Examine these estimates. Do they sound about right?

Could nanotechnology be used to see if an artery is blocked? Or is this just science fiction?

Where should runners start the 200m race so that they have all run the same distance by the finish?

Formulate and investigate a simple mathematical model for the design of a table mat.

Make an accurate diagram of the solar system and explore the concept of a grand conjunction.

Get some practice using big and small numbers in chemistry.

Make your own pinhole camera for safe observation of the sun, and find out how it works.

Many physical constants are only known to a certain accuracy. Explore the numerical error bounds in the mass of water and its constituents.

Andy wants to cycle from Land's End to John o'Groats. Will he be able to eat enough to keep him going?

Work out the numerical values for these physical quantities.

Practice your skills of measurement and estimation using this interactive measurement tool based around fascinating images from biology.

If I don't have the size of cake tin specified in my recipe, will the size I do have be OK?

What shape would fit your pens and pencils best? How can you make it?

Is it cheaper to cook a meal from scratch or to buy a ready meal? What difference does the number of people you're cooking for make?

When you change the units, do the numbers get bigger or smaller?

Which units would you choose best to fit these situations?

Work with numbers big and small to estimate and calculate various quantities in physical contexts.

Can you suggest a curve to fit some experimental data? Can you work out where the data might have come from?

Which dilutions can you make using only 10ml pipettes?

In which Olympic event does a human travel fastest? Decide which events to include in your Alternative Record Book.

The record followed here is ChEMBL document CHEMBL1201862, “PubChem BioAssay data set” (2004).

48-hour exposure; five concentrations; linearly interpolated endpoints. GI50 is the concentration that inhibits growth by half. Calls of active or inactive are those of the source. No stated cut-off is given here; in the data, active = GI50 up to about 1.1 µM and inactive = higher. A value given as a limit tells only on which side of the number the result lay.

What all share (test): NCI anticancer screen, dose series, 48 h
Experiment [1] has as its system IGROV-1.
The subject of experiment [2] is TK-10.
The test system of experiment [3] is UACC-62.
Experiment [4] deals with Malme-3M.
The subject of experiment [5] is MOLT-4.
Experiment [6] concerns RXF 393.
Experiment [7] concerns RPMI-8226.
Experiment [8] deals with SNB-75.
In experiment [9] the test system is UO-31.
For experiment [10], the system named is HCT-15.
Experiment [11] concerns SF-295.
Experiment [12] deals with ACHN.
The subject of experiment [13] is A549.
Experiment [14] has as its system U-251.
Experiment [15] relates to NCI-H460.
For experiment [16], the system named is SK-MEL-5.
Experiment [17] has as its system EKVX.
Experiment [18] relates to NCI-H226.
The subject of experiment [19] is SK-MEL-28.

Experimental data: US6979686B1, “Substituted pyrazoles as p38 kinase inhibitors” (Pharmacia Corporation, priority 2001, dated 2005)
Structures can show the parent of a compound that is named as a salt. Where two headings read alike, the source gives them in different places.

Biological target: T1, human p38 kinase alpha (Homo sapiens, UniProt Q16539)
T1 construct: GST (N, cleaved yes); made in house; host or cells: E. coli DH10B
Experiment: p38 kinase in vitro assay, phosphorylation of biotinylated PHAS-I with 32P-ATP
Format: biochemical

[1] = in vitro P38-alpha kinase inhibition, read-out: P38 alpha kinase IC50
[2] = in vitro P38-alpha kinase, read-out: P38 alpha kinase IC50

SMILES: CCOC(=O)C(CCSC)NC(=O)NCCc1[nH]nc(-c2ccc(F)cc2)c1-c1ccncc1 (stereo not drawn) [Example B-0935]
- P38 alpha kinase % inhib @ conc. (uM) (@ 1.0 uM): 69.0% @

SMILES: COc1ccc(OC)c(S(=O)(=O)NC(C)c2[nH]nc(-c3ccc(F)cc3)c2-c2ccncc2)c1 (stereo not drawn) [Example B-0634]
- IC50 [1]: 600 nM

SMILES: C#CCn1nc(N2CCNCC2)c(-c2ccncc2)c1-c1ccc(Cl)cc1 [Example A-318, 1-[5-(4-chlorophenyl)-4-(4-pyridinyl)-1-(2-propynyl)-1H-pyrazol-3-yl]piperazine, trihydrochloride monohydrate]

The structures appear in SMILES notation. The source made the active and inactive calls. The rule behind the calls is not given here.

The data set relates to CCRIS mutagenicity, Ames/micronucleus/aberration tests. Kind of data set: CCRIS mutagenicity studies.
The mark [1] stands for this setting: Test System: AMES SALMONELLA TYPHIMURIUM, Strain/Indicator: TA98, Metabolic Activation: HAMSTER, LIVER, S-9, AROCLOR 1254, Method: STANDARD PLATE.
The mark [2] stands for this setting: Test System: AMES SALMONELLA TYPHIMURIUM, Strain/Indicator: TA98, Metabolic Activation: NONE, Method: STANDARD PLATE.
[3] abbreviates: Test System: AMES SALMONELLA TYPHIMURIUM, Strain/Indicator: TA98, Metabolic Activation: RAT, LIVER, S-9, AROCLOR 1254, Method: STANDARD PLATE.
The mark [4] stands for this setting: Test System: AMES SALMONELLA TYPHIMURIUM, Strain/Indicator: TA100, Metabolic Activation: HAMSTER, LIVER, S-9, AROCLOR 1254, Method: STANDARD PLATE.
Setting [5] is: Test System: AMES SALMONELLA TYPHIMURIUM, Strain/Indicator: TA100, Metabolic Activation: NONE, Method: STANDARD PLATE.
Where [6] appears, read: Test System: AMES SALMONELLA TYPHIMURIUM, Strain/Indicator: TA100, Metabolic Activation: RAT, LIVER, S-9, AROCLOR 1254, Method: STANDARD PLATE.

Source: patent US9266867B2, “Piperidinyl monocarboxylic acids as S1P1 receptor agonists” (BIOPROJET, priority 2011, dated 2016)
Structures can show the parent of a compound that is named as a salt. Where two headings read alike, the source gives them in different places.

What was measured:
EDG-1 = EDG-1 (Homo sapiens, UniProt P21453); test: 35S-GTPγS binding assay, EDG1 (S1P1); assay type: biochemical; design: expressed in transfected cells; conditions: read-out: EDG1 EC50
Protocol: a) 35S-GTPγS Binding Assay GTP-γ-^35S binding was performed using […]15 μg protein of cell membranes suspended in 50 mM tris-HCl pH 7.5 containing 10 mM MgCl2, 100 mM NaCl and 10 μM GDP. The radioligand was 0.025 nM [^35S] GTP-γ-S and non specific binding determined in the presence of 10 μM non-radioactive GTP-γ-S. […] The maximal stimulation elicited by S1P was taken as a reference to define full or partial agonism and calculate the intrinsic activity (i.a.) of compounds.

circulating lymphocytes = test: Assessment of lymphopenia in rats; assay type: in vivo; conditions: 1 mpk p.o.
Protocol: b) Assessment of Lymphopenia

Can you sketch graphs to show how the height of water changes in different containers as they are filled?

To investigate the relationship between the distance the ruler drops and the time taken, we need to do some mathematical modelling...

Use the computer to model an epidemic. Try out public health policies to control the spread of the epidemic, to minimise the number of sick days and deaths.

How would you design the tiering of seats in a stadium so that all spectators have a good view?

Use trigonometry to determine whether solar eclipses on earth can be perfect.

How would you go about estimating populations of dolphins?

Use your skill and knowledge to place various scientific lengths in order of size. Can you judge the length of objects with sizes ranging from 1 Angstrom to 1 million km with no wrong attempts?

Work with numbers big and small to estimate and calulate various quantities in biological contexts.

An observer is on top of a lighthouse. How far from the foot of the lighthouse is the horizon that the observer can see?

Work with numbers big and small to estimate and calculate various quantities in biological contexts.

Explore the relationship between resistance and temperature

Invent a scoring system for a 'guess the weight' competition.

Can you deduce which Olympic athletics events are represented by the graphs?

Estimate these curious quantities sufficiently accurately that you can rank them in order of size

Imagine different shaped vessels being filled. Can you work out what the graphs of the water level should look like?

Analyse these beautiful biological images and attempt to rank them in size order.

10 graphs of experimental data are given. Can you use a spreadsheet to find algebraic graphs which match them closely, and thus discover the formulae most likely to govern the underlying processes?

Investigate circuits and record your findings in this simple introduction to truth tables and logic.

Water freezes at 0°Celsius (32°Fahrenheit) and boils at 100°C (212°Fahrenheit). Is there a temperature at which Celsius and Fahrenheit readings are the same?

This problem explores the biology behind Rudolph's glowing red nose.

Two trains set off at the same time from each end of a single straight railway line. A very fast bee starts off in front of the first train and flies continuously back and forth between the. . . .